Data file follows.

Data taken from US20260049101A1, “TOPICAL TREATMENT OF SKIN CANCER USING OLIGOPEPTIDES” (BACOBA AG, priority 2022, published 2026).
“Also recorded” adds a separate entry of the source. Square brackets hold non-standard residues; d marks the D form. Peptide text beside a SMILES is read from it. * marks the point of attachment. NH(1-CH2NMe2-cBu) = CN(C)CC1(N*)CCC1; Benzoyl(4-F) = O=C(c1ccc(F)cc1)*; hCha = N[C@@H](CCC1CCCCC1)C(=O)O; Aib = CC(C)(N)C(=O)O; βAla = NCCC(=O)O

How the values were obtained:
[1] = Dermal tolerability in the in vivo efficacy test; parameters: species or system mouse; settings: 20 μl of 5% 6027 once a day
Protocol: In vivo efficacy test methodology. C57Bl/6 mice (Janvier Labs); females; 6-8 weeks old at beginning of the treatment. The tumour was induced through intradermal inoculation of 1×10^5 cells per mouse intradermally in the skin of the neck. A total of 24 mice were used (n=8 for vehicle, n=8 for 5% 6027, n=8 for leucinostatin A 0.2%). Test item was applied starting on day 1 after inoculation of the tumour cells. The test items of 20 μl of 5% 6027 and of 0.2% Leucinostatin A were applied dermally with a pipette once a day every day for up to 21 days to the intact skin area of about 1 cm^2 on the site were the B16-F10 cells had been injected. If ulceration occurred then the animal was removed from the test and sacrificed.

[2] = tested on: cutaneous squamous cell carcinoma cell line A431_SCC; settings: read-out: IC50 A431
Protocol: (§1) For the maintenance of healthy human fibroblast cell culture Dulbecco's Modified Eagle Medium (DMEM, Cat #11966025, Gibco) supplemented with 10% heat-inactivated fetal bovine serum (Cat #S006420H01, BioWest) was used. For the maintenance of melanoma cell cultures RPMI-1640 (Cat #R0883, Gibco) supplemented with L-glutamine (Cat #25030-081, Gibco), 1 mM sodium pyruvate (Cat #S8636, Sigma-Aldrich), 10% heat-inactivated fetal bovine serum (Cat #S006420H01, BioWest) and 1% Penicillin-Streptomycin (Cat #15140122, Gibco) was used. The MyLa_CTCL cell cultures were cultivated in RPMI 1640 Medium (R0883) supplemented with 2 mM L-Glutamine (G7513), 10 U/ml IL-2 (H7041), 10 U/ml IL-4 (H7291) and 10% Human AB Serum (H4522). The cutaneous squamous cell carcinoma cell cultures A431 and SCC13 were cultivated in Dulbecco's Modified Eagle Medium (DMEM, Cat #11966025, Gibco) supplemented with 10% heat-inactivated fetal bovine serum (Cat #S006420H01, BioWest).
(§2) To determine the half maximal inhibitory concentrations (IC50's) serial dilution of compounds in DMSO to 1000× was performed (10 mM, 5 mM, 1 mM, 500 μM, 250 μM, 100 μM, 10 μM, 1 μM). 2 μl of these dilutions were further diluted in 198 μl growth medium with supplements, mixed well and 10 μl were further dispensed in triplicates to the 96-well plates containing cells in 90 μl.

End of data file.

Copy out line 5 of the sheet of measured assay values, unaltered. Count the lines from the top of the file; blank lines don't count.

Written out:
Protocol: In vivo efficacy test methodology. C57Bl/6 mice (Janvier Labs); females; 6-8 weeks old at beginning of the treatment. The tumour was induced through intradermal inoculation of 1×10^5 cells per mouse intradermally in the skin of the neck. A total of 24 mice were used (n=8 for vehicle, n=8 for 5% 6027, n=8 for leucinostatin A 0.2%). Test item was applied starting on day 1 after inoculation of the tumour cells. The test items of 20 μl of 5% 6027 and of 0.2% Leucinostatin A were applied dermally with a pipette once a day every day for up to 21 days to the intact skin area of about 1 cm^2 on the site were the B16-F10 cells had been injected. If ulceration occurred then the animal was removed from the test and sacrificed.